To See What He Had Seen — Part Eight

Jason turned back down the stairs, came into the study, and sat in front of his father’s desk.

“I wanted to show you something,” said Yu.  “I acquired this today.”

He opened the top desk drawer, and took out a manilla envelope.  Very carefully he withdrew a large clear plastic sheet.  He laid it on the desk in front of his son.  Held between what were actually two plastic sheets was a tiny blue square.

When Jason was a child, perhaps six or so, Byung Yu and he had developed a mutual interest in stamps.  It began with Jason collecting the stamps that came in on letters from Korea.  Byung noticed this proclivity.  He encouraged it.  And their collection grew.  If he could bond in no other way, at least he and his son had this interest in common.

As Jason grew up, however, at the beginning of his teen years, friends, cars, and then girls had supplanted much of any interest in collecting stamps, but Byung had continued, becoming more and more enamored of rarer and rarer ones.

And though his passion for collecting had abated, Jason still perked up when his father would show him his latest find.  He picked up the sheet very carefully; he knew that this one was very special.  The stamp was a faded blue with the number “2” in the very center.  At the top was the word “Hawaiian,” with the word “Postage” immediately below it.  The border was a thicker black line, then a thinner one just inside it.  There was an ornate kind of floral pattern, what is known as a “printer’s ornament” around the number “2.”

“Wow.  How old is it?” Jason asked.

“Early 1850s,” said Byung.  “It’s called the Hawaiian Missionary, and the two-cent one is the rarest.  There are only perhaps two dozen, probably fewer, still in existence.  And all of them except one, it’s believed, are unused.”

“And this one is it?”

“Yes,” said Byung, “the only pristine one in existence.”

“Wow, Dad, that’s amazing.  Congrats on getting ahold of it.”

Byung Yu smiled, picked up the sheet, slid it back in the envelope, and returned it to his desk drawer.

“Jason,” he asked, folding his hands in front of him on the desk, “by the way, how’s the job hunt going?”

Jason shifted in his chair.  “Well, it’s coming along.  I’ve had a few interviews, but nothing so far.”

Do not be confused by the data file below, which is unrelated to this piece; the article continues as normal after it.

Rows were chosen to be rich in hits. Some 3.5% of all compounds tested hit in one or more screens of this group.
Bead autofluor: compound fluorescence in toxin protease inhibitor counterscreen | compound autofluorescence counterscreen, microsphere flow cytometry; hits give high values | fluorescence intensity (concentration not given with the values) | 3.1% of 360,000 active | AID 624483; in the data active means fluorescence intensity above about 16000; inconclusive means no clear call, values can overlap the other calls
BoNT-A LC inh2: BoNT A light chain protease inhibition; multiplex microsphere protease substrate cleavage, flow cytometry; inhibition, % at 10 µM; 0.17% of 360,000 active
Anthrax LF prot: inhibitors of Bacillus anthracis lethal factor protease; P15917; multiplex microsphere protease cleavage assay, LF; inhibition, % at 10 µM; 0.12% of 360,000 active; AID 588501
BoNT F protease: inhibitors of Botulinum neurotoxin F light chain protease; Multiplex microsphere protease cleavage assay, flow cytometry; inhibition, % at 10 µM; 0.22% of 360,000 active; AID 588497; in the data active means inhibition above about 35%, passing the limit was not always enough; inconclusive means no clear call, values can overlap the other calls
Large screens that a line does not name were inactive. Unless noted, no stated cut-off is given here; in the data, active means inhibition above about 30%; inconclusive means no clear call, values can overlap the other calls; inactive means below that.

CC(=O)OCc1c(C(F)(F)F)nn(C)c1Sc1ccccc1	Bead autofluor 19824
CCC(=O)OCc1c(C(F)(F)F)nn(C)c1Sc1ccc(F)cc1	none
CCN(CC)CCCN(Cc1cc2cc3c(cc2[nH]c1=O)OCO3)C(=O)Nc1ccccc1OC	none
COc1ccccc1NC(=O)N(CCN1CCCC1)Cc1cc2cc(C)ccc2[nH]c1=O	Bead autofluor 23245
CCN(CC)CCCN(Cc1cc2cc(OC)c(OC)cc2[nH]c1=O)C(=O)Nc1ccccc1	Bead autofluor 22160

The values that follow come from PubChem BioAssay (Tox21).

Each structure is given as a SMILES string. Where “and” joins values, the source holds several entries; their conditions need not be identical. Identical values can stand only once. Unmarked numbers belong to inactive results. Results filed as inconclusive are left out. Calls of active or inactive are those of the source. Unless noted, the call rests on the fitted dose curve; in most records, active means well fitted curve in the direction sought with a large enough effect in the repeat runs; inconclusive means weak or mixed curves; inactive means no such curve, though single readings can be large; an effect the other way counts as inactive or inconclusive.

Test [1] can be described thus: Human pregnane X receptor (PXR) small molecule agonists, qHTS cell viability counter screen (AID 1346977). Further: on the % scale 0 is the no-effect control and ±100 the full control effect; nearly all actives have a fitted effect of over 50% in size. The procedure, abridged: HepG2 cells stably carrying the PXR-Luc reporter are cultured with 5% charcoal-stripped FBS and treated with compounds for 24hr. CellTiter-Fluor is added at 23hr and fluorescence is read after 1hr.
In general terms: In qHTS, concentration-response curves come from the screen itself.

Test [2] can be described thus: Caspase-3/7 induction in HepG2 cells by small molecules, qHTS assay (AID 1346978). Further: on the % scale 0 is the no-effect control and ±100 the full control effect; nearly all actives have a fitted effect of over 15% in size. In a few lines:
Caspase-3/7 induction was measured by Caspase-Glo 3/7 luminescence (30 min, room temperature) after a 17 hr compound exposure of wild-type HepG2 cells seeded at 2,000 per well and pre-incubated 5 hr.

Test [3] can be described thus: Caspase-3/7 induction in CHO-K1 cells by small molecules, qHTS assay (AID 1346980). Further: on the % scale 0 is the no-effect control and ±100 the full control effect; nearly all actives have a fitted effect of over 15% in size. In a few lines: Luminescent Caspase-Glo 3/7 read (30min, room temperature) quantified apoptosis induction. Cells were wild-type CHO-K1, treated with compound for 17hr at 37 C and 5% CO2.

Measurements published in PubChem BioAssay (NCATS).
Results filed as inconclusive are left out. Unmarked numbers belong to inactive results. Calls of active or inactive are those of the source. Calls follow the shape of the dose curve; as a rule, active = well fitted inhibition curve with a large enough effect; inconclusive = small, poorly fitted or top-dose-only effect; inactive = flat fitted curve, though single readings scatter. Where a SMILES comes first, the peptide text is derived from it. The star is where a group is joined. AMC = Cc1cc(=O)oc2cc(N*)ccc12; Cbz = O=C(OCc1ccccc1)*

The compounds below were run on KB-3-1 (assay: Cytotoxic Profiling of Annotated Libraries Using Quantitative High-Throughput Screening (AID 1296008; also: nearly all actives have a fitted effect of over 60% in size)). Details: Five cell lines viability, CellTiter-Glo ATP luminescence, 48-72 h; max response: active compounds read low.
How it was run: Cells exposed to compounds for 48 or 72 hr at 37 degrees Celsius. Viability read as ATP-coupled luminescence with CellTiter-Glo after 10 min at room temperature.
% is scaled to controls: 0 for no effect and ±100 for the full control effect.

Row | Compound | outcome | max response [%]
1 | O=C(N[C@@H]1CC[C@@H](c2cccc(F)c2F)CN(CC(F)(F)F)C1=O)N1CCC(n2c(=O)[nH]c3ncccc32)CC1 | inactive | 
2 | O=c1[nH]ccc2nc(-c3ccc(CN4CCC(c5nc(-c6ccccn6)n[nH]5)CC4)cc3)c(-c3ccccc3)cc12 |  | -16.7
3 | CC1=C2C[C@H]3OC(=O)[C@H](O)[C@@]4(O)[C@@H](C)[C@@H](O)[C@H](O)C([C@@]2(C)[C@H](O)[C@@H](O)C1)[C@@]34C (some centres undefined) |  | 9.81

Yu nodded, surveyed his son’s face.  “Do you need any money?” he asked.

Jason shook his head.  “Oh, no, no.  I’m doing okay.  Saved a lot of the cash you sent me when I was in school.  You always gave me too much.  Thanks again, for being so generous.  I’m doing okay.”

Byung’s heart sunk, but he showed nothing except a warm, fatherly smile.  He knew his son had spent money like it was going out of style when he was at Harvard.  He’d be mightily surprised if Jason had managed to save anything at all.  He’s always been a spender.

“That’s good to hear,” Byung said warmly.  “Make sure you let me know if I can help you.  Anytime, Son.  And I’m hopeful you’ll find some job you like soon.”

Jason thanked his father, stood and left the room.

The phone rang.

“Yoboseyo?” said Yu, distractedly.

“It’s me.”

“And?  What is it?”

“Chan went back to the graveyard.  He found a zipgun there near where the bodies were found.”


“Mister Yu, zipguns, who uses them?  Whoever did this, they don’t even have a way to get their hands on real weapons.  Bunch of amateurs, don’t you think?  Kind of pathetic.”

“Yeah,” said Yu, “pathetic.  Anything else?”

“There were no prints on the gun.”

“Pretty sophisticated for a bunch of amateurs, wouldn’t you say?”

“Well, smart, yes.”

“Yeah,” said Yu, “damn smart enough, huh.  Anything else?”

“No, Sir.  That’s it.”

Yu Hung up.  Suddenly everything seemed secondary to whatever was going on with his son.

He took out the Hawaiian Missionary stamp and looked at it again, this time using a magnifying glass to examine the intricate filigree design.  Exquisite.  But it failed to take his mind off his son.

Laying the glass down, he sat back in his chair.  How his daughter had grown to despise the kind of work he did.  How could that be helped?  He’d tried his damnedest to shield her from it, Jason as well.  It was the greatest loss of his life, the loss of his daughter’s love.  At least Jason hadn’t turned on him.  He knew that if his son had his druthers, he’d be working as Yu’s righthand man right now.  But his desire to keep his son out of his line of work was still strong.

“Where are you getting your money?” Yu said aloud.  He looked up at the ceiling and felt a great chill.  Getting up, he went to the liquor cabinet, selected a single malt.  He poured himself a shot, sipped it, then downed the rest. Yu had a nagging suspicion.  Was there really only one answer to that question, the question of what racket exactly Jason might be into?

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